FONTANA, Calif. - The first time Roger Penske flew over the future site of the California Speedway in a helicopter, it was too foggy to see anything.
Had the skies been clear, Penske would have seen the kinds of things that had scared off others interested in turning the land into a major auto racing track for Southern California.
The shuttered Kaiser Steel mill property - an industrial wasteland littered with thousands of tires and idled blast furnaces - was a pock on the landscape of this steel town 50 miles east of Los Angeles.
"I think people were afraid to come to California," Penske said. "To be able to accumulate 600 acres and have it zoned for a racetrack was a monumental job. That probably had most people thinking it couldn't be done.
"We had the experience. Our timing was just right."
The project was made more daunting by the necessary environmental reclamation. Kaiser officials agreed to contribute the land and clean it up to state specifications in exchange for equity in Penske's company.
After he and partner Les Richter ruined a Cadillac driving around the property, Penske envisioned a state-of-the-art track with amenities rarely seen in auto racing.
His dream becomes a $110 million reality this weekend, when the NASCAR circuit arrives for Sunday's inaugural California 500 at the lushly landscaped, palm-dotted track near the San Bernardino Mountains.
"This is the right thing at the right time for here," he said.
Penske was already a force along his self-described beat of Interstate 10. His auto dealerships are strung out from El Monte to Covina to Ontario, and now the speedway extends his territory farther east.
The 2-mile asphalt oval will host three major weekends this year. After the California 500, CART takes over for the Marlboro 500 on Sept. 28, and NASCAR returns Oct. 19 for the Kenwood 300.
Penske isn't rushing to acquire more dates, although he said by 1999 or 2000 the track could be busier.
"We want to have the big-event concept here," he said. "We wouldn't have gone forward with the speedway if we didn't think the economics worked for those three events. The number of events will accrue out of the success we have."
Clearly, Penske expects to prosper. Grandstand seating of 71,000 was sold out for the California 500, and another 10,000 were expected to crowd the grassy infield. Also sold out were 71 luxury suites (at $120,000 each) behind pit row.
"Everything that we expected to sell, we've sold," he said. "We have people waiting in line. We could have sold 100,000."
So why didn't Penske live large and build bigger?
"I was a lot more conservative on this one than maybe I'm known to be," he said. "We were concerned, could we sell all the seats? What we didn't want to have happen is what happened at Ontario."
Five miles west, also hard by Interstate 10, Ontario Motor Speedway opened with great promise, only to fail by 1980. It was the site of the last NASCAR Winston Cup race on an oval track in Southern California.
"They might have just been a little bit before their time," Penske said. "They were highly leveraged. There were a lot of bonds involved. There was not the equity in that particular track that we have here."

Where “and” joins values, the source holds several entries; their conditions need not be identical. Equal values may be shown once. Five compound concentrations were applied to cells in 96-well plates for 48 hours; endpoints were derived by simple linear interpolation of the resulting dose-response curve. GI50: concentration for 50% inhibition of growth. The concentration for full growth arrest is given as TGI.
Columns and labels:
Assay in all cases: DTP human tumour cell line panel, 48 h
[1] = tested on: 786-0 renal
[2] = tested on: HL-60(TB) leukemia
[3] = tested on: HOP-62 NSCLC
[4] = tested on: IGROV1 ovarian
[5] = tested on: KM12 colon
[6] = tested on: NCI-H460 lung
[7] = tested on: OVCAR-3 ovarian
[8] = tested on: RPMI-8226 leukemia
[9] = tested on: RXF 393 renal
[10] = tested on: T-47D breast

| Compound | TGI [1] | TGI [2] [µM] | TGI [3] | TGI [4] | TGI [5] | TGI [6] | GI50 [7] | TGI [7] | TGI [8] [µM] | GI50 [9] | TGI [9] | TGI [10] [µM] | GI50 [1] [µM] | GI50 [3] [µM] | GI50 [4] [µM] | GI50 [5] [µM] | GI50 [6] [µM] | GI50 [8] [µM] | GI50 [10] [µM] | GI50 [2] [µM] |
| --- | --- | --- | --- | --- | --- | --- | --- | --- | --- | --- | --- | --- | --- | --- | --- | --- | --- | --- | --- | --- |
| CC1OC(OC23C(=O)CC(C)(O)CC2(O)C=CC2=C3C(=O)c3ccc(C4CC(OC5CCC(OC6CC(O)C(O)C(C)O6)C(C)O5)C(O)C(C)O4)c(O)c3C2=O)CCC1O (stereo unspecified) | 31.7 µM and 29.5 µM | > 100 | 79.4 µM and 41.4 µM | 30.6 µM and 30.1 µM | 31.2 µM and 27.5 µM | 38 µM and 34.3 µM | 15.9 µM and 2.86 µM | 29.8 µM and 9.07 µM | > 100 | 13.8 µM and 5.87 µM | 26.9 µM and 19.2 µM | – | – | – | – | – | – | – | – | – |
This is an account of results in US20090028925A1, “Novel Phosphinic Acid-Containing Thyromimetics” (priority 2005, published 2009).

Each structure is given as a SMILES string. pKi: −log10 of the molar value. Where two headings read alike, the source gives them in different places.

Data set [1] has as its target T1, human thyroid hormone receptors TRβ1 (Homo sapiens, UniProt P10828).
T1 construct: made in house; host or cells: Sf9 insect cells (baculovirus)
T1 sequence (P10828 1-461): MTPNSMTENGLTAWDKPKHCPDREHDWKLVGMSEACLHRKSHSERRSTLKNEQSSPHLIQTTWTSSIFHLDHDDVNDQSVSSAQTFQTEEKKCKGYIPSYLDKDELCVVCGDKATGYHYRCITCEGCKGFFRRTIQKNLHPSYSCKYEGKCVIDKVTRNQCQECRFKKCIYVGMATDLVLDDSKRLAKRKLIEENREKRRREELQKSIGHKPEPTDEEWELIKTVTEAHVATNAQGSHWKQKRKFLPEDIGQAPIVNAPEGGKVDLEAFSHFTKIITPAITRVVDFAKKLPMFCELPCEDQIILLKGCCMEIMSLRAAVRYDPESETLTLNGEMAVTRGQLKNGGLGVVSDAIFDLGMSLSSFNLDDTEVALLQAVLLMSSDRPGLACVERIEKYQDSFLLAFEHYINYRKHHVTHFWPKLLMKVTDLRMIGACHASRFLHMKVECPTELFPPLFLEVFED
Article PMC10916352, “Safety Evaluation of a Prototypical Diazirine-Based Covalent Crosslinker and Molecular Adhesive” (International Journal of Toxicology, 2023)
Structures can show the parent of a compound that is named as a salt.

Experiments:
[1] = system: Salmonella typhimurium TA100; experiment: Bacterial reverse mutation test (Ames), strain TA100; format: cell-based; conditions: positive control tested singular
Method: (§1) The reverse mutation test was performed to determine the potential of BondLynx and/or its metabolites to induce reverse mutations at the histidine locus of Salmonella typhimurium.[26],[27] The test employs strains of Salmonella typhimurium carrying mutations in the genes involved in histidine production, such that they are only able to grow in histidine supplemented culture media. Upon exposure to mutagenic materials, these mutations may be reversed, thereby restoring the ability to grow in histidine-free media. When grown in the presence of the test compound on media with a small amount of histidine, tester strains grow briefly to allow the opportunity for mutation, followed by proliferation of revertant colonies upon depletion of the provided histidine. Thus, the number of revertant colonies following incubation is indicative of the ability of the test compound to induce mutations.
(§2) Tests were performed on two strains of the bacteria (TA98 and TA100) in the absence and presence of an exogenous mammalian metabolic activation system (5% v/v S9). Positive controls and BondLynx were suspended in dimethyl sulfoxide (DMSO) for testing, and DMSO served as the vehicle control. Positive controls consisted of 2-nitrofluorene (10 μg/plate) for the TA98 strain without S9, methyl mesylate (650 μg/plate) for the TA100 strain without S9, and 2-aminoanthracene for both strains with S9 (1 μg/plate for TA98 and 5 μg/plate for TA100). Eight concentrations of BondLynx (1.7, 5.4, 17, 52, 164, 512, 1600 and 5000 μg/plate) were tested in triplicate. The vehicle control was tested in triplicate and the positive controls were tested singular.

Riverside International Raceway closed after Rusty Wallace won the Budweiser 400 in June 1988, leaving the CART race in Long Beach as the region's only event.
Back then, auto racing wasn't as big. Now there are more events, bigger prize money, increased television exposure, higher-profile drivers and greater fan interest.
"Auto racing in the '60s, '70s and early '80s wasn't really too romantic as far as drawing people," said Richter, the speedway's executive vice president. "The difference is today, the interest in the people that buy the tickets and go to the races is at an all-time high."
Penske was cautious because he was spending his own money. An initial public offering of stock in Penske Motorsports Inc., in 1996 generated $80 million, which he lavished on the Fontana track.
"We probably increased the budget at that point by about $35 million," he said.
Metal buildings became block structures, parking lots were paved, more restrooms went up in areas usually ignored, and Cherry Avenue, off the track's main gate, went from two lanes to six.
Fueled by fan anticipation, Penske is already planning to expand the track, which is modeled after his Michigan International Speedway.
"We can put over 250,000 seats around this track," he said. "Just based on the fan interest today, we'll expect to increase to over 100,000 for 1999."
Penske has borrowed a few ideas implemented by rival Bruton Smith at the new Texas Motor Speedway.
Parking at California Speedway is free to save time getting in and out. Personal seat licenses, which go for $1,200, were allotted for 12,000 grandstand seats. Purchasers have first right to buy seats at each event for 20 years.
The money Penske loses from free parking could be made up if all the PSLs are sold, which would give him a $14.4 million profit.
Other innovations include:
Fans aren't the only people Penske wants to please. The drivers have to want to tear around at top speed or no one will want to watch.
Paul Tracy, who drives Indy cars for Penske, was first on the track earlier this year and hit a surprising top speed of 217 mph in a shakedown designed to check out the track's surface.
NASCAR drivers also tested, and gave favorable reviews.
"Everything about this place is just awesome," Wallace said. "Very smooth, real driver friendly and come late June, you'll see drivers going side by side in the turns and putting on a great show."